India Defends Right to Access Personal Data
The Indian government said Tuesday that new rules allowing it to access personal information available with Internet companies have inherent checks and balances against misuse.
The rules under section 43A of the Information Technology Act were enacted last month and reflect the government's perception that security threats to the country can be countered by better access to online information.
The country is, for example, locked in a dispute with Research In Motion, demanding access to e-mails and other communications on RIM's corporate service, called BlackBerry Enterprise Server.
Privacy groups and lawyers have described the rules as draconian and said they infringe Indians' fundamental rights. "These are arbitrary powers that are being given to government, without any checks and balances," said Pavan Dugga, a cyberlaw consultant and advocate in India's Supreme Court.
The rules place controls on the gathering and use of personal data by Internet companies, including requiring permission from the provider of information for sharing such data. But the rules cite the government as an exception in this regard.
The purpose of the rules is to protect sensitive personal data and information, and government agencies cannot be made an exception to this, Duggal said.
The government now holds that by limiting access to personal information to government agencies that are mandated under the law to collect such information, it has provided the required checks and balances against misuse, according to a statement issued by Ministry of Communications & Information Technology.
Besides sending a request in writing to companies, stating the purpose for seeking personal information, government agencies have to also give an undertaking that the information obtained will not be published or shared with any other person, the ministry added.
Police need a search warrant to enter a home, but in the digital world the government appears to be giving itself the power of entry and search without a warrant, Duggal said.
The government is not required to follow due process of law, and is only required to send a request for information in writing, Duggal said. There is no adjudication of the purpose for which the information is required and there is no competent authority or court to rule on the requirement, he added.
India is already facing criticism for the leak last year of telephone recordings made by the country's Income Tax Department. The telephone conversations between a lobbyist and some businessmen and politicians have been key inputs in investigations into an alleged scam in the allotment of 2G licenses and spectrum in 2008 by former telecommunications minister A. Raja.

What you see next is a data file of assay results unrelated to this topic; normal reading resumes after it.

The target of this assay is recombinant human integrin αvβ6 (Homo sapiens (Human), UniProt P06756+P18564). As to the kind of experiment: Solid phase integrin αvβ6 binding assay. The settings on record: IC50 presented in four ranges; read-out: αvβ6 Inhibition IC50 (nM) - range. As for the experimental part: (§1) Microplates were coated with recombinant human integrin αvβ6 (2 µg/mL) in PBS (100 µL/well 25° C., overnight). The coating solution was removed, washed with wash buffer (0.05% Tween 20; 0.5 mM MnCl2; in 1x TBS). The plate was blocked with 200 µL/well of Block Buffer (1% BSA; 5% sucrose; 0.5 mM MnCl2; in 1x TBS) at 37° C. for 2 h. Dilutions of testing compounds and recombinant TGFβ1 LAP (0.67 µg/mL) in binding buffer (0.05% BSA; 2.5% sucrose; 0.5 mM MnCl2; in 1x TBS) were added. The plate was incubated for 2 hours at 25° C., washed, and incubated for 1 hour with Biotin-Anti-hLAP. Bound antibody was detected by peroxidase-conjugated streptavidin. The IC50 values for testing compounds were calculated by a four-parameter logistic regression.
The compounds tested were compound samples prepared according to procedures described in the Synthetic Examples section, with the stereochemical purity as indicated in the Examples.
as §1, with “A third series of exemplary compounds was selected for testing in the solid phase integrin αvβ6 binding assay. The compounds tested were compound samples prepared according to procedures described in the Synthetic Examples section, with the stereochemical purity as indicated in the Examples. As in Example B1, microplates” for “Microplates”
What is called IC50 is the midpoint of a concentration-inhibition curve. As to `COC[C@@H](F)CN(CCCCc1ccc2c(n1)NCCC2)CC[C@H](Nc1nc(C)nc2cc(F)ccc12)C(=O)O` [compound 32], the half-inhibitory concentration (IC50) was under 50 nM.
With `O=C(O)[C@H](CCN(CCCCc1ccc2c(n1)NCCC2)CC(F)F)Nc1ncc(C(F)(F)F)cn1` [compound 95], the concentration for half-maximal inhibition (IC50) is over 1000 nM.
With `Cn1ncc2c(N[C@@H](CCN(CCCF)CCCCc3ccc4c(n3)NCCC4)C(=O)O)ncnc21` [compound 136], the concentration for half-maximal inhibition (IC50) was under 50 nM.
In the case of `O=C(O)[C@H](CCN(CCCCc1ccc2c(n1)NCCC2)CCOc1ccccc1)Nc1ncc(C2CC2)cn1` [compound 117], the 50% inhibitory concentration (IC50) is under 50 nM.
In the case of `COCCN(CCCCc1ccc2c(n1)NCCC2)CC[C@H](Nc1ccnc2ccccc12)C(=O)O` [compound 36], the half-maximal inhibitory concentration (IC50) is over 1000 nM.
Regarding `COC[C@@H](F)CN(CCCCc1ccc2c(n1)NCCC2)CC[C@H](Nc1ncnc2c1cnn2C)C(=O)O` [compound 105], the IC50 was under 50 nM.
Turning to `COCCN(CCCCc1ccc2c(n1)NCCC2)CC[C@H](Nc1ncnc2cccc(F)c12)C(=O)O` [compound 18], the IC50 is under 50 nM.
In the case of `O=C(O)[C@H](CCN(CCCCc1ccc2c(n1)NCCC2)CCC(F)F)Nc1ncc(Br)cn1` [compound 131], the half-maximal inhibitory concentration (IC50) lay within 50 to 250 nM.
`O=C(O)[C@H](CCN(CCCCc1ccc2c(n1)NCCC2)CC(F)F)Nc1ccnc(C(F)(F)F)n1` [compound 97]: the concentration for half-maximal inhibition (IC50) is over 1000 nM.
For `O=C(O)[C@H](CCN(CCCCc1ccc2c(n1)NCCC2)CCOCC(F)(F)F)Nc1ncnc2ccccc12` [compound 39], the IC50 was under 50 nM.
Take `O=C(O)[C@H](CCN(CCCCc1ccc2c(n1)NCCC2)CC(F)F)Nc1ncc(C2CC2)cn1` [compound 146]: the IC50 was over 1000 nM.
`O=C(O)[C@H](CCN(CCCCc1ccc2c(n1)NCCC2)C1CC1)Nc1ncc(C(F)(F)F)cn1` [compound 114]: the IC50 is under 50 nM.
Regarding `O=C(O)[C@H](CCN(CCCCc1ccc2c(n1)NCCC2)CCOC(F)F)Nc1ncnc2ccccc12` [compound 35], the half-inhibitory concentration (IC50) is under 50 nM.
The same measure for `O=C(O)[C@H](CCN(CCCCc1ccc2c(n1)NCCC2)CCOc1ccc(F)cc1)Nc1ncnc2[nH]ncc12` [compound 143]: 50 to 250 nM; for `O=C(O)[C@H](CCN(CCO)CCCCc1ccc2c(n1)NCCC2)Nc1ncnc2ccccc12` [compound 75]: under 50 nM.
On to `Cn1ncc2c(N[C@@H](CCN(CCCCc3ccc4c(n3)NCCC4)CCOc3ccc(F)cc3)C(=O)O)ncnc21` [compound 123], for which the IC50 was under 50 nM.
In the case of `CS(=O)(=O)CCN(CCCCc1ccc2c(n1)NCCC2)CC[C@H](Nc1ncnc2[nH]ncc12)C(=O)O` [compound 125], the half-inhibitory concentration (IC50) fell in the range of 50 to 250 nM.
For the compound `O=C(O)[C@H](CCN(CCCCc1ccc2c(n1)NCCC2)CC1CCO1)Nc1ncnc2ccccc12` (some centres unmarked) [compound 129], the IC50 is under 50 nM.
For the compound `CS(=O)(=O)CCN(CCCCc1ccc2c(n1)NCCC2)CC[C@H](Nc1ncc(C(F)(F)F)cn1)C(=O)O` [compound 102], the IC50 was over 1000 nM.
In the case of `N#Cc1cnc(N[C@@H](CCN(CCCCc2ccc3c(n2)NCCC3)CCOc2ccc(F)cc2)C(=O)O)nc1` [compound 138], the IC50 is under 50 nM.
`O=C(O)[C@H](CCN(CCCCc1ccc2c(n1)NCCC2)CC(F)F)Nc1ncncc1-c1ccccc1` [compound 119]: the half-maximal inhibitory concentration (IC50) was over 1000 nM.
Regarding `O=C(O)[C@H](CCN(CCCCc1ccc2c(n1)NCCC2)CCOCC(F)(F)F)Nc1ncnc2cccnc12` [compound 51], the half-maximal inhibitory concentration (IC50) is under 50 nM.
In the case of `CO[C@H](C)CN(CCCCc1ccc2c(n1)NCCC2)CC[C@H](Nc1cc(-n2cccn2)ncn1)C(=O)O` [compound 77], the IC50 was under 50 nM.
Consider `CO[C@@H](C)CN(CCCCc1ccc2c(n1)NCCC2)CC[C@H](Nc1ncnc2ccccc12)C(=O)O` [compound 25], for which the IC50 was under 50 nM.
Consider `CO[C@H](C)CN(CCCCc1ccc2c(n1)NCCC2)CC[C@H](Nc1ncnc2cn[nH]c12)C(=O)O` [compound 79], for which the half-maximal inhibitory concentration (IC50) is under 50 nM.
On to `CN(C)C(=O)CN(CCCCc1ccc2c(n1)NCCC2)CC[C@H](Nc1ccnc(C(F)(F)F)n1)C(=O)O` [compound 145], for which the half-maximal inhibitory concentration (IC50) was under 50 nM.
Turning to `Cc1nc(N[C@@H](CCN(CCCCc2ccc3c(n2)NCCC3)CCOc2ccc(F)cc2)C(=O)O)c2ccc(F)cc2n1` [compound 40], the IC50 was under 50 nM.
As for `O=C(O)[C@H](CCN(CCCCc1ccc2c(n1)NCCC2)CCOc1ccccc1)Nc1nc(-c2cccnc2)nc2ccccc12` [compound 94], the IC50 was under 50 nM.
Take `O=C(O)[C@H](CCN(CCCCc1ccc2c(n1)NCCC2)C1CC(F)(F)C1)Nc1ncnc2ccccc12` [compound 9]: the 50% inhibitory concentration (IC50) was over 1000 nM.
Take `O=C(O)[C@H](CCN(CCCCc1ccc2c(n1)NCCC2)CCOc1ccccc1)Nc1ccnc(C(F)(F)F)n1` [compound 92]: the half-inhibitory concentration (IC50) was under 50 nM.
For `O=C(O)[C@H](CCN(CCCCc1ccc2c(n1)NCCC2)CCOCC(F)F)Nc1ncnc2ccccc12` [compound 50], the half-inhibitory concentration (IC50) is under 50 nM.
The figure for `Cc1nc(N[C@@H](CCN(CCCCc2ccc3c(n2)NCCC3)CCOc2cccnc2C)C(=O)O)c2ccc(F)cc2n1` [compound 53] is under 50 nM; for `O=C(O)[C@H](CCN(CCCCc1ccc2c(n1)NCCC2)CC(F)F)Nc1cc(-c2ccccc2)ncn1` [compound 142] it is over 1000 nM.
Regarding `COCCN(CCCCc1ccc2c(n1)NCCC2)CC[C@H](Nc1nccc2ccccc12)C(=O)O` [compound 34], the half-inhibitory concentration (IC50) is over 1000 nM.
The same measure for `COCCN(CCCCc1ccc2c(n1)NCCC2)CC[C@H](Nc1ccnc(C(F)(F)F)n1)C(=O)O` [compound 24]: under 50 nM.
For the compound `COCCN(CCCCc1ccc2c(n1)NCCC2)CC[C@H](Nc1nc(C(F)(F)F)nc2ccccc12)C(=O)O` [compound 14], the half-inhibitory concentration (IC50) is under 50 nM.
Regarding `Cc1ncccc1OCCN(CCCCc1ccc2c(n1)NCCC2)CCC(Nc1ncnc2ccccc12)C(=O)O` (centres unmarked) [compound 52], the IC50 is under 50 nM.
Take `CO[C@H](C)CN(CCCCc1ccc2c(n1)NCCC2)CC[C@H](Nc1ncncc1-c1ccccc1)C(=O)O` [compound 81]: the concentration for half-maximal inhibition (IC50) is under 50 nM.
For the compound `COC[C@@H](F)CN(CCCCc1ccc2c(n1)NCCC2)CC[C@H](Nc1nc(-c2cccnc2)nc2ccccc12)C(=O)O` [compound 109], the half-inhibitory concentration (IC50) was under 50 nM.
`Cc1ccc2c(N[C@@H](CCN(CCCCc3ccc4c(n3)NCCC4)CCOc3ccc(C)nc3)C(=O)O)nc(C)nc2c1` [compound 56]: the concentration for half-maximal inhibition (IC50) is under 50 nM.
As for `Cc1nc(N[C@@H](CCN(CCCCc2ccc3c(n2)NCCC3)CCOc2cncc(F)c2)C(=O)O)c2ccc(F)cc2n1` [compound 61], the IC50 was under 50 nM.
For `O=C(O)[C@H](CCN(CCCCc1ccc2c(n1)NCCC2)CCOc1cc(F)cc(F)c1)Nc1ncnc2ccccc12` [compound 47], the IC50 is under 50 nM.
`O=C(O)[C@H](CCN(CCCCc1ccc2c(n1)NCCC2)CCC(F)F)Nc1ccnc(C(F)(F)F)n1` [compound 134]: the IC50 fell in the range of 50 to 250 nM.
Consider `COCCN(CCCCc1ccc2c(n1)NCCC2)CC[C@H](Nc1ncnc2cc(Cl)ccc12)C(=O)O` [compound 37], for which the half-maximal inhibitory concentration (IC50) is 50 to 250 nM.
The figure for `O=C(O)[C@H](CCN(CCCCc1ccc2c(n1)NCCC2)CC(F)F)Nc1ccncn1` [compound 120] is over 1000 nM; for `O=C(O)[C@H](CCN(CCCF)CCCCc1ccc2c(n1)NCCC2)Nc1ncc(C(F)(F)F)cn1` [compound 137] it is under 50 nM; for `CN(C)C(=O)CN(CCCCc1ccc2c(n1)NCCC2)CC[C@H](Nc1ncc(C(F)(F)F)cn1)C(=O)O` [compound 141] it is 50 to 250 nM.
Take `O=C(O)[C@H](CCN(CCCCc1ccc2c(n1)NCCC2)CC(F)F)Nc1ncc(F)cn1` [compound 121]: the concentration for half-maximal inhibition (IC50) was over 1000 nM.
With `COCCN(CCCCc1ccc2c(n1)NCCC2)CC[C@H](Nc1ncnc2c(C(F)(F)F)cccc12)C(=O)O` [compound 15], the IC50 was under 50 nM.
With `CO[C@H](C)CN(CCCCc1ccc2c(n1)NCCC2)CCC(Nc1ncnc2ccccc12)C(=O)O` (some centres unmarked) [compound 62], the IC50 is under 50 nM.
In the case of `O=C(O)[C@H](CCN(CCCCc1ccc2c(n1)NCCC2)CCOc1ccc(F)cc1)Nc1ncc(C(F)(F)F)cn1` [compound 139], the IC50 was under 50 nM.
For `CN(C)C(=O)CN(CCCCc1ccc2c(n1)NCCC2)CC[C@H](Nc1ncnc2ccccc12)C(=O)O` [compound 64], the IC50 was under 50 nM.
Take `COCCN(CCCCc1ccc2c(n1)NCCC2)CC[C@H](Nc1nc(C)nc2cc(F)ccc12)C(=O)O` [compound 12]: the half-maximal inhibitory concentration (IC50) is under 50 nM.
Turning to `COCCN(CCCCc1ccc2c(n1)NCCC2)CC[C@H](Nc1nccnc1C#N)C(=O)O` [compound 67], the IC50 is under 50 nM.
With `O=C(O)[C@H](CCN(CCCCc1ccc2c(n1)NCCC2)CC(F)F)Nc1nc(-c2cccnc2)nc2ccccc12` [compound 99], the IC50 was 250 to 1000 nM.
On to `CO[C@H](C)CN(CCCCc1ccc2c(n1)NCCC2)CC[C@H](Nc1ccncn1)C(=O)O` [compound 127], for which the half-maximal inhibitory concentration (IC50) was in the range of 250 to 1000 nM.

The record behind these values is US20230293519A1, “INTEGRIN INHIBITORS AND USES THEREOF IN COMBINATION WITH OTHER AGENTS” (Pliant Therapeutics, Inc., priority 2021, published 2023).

A top Indian industrialist, Ratan Tata, said that his privacy had been encroached upon by leaks to the media of tapes of his telephone conversation with the lobbyist, and filed a case with the country's Supreme Court for protection of his privacy.
The country's Cabinet Secretary K.M.Chandrasekhar, who was directed by Prime Minister Manmohan Singh to review India's telephone interception rules and procedures in December, said that interception of telephone calls by government agencies should be limited to situations when there is a "public emergency" or "public safety" is at stake.
Chandrasekhar cited Supreme Court rulings that state that a public emergency or the interest of public safety are preconditions for the application of legal provisions for such interceptions.
"You can't have one set of laws for telephone interception and another set of rules for privacy on the Internet," Duggal said.
The new rules have also drawn criticism for conditions relating to content posted on websites and blogs.
Intermediaries such as telecommunications companies, ISPs and blogging sites have to bring down content within 36 hours of being alerted by an affected person, without giving the content's creator the opportunity to defend the material, Duggal said. The intermediaries will not have the option to decide whether the content is indeed against the law, he added.
Content can be found objectionable on a number of legally vague grounds, including if it is "grossly harmful, harassing, blasphemous, defamatory, obscene, pornographic, pedophilic, or libelous."